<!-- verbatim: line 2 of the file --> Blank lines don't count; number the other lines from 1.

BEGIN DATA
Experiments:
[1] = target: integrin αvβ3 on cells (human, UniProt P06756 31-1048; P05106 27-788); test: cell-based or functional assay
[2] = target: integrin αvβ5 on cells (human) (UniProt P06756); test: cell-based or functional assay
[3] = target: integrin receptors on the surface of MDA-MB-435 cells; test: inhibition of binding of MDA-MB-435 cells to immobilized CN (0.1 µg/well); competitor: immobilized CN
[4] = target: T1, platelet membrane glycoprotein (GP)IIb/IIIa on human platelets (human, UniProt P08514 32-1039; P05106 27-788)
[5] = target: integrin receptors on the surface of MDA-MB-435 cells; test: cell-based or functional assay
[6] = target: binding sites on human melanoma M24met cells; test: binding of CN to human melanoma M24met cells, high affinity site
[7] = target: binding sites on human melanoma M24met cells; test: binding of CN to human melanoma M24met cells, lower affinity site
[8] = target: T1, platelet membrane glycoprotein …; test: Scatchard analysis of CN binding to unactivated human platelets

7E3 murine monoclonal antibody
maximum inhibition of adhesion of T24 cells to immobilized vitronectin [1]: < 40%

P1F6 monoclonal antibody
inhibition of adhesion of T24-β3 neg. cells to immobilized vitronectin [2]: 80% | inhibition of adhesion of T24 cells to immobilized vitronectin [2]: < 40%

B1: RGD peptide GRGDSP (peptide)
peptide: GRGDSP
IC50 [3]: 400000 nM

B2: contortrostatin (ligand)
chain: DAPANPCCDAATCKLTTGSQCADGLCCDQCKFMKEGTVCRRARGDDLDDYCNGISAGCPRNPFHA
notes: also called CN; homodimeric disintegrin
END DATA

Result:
[1] = target: integrin αvβ3 on cells (human, UniProt P06756 31-1048; P05106 27-788); test: cell-based or functional assay